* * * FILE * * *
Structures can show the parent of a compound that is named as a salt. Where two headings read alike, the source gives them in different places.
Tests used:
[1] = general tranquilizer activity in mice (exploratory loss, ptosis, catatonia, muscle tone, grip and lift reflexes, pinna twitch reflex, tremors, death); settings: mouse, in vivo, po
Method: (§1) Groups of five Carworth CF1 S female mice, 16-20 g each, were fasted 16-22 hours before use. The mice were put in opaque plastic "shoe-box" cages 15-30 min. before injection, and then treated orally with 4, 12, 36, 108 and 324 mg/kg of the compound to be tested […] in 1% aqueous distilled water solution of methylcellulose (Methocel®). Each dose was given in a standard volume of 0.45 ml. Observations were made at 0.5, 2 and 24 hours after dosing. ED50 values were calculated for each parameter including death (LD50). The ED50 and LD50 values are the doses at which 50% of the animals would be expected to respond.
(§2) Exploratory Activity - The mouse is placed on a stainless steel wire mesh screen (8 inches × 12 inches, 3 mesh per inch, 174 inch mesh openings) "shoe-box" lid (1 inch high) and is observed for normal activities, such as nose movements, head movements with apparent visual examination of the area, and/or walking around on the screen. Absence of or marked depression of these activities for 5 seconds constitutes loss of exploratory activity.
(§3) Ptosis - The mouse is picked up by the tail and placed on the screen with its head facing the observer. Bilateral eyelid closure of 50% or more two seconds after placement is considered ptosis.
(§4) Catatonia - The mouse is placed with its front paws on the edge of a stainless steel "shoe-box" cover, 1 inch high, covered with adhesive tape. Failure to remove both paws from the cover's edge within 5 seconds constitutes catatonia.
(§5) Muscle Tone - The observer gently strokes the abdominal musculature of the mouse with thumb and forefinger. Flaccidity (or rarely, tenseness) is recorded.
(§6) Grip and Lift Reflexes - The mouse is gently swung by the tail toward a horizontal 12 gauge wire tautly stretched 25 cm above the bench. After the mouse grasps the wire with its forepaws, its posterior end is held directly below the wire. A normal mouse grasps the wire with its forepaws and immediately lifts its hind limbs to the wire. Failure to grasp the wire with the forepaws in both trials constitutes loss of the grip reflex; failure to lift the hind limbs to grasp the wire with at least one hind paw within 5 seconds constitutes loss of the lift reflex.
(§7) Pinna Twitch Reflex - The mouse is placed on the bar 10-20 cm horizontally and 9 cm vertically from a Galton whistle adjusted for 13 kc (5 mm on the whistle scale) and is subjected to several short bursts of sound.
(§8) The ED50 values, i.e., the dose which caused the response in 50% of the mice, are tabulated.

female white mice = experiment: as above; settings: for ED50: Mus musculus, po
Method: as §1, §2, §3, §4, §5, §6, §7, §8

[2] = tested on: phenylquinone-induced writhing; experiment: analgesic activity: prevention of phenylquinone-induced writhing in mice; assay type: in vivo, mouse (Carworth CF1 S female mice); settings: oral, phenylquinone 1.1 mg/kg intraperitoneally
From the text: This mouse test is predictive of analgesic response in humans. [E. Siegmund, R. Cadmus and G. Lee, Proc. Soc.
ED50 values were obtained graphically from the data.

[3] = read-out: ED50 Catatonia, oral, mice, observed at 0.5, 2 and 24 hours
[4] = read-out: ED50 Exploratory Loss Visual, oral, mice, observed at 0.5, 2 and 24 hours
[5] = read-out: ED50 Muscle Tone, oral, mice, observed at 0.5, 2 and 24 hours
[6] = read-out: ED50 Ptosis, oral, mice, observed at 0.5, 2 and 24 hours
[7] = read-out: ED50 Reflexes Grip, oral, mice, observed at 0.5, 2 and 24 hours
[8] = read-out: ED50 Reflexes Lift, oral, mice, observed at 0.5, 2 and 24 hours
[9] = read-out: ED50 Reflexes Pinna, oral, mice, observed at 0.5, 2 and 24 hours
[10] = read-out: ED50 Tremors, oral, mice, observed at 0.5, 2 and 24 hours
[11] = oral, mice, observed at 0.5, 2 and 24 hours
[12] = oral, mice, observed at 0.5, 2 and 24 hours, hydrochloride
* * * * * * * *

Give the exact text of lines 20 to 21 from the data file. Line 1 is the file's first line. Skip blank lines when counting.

[6] = read-out: ED50 Ptosis, oral, mice, observed at 0.5, 2 and 24 hours
[7] = read-out: ED50 Reflexes Grip, oral, mice, observed at 0.5, 2 and 24 hours